The assessment of the effectiveness and safety of new treatments are two of the key dimensions that should be evaluated in the assessment of new technology. However, further impacts of the introduction of a new medicine on health services should be assessed, assuming a multidisciplinary approach as that of Health Technology Assessment (HTA).17 Within a complete HTA, the ‘costs and economic evaluation’ represents one of the key dimensions to be considered. The assessment of this dimension is crucial considering the context in which National Health Services worldwide are operating, characterised by a persistent stress on national healthcare budgets (i.e., austerity measures)18 and the need to make new and effective health technologies available to patients. Due to a lack of economic evaluation within the Italian National Health Service and the aforementioned considerations, the analysis presented aimed at evaluating the efficiency of resources allocation and sustainability of the use of NEPA in the management of the prophylaxis of CINV in the Italian context, both for HEC (cisplatin) and MEC (AC and non-AC MEC), through a cost-utility analysis and a budget impact analysis.


Cost-utility analysis

Cost-utility model, perspective and model outcomes

The assessment of the incremental cost-utility ratio (ICUR) of the use of NEPA versus the comparators was performed using a Markov model already used in an analysis presented in literature,19 whose structure is reported in figure 1. The perspective assumed in the analysis was that of the Italian National Health Service (NHS).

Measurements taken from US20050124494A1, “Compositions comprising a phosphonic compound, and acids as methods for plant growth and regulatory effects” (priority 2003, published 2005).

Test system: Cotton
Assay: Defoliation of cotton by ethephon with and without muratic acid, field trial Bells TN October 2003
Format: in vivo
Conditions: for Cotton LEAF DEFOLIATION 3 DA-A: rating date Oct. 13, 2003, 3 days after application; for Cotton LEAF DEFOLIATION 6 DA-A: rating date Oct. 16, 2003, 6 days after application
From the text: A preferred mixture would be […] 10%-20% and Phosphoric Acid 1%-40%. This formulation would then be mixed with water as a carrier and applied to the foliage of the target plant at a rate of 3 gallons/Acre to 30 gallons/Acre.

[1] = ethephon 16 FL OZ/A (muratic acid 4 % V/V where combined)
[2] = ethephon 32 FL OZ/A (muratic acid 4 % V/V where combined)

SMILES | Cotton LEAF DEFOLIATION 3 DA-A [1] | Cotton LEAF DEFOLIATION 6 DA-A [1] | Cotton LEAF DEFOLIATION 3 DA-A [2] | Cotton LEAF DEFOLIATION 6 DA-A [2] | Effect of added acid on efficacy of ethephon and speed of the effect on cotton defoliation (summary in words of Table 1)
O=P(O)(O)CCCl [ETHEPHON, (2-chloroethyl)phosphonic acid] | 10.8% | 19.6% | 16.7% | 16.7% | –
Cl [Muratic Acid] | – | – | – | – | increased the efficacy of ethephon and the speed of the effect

Figure 1

Markov model structure. CINV, chemotherapy-induced nausea and vomiting.

The model considers a single cycle of chemotherapy, with a 5-day time horizon for CINV management (no discount rate was used due to the time horizon considered) and the possibility for patients to transit through three mutually exclusive health states: ‘complete protection (CP)’ (absence of emetic episodes, no significant nausea (<25 mm on a Visual Analogue Scale)and no use of rescue medication), ‘CR’ (absence of emetic episodes and no use of rescue medication) and ‘incomplete response’ (patients experiencing emesis and requiring rescue medication).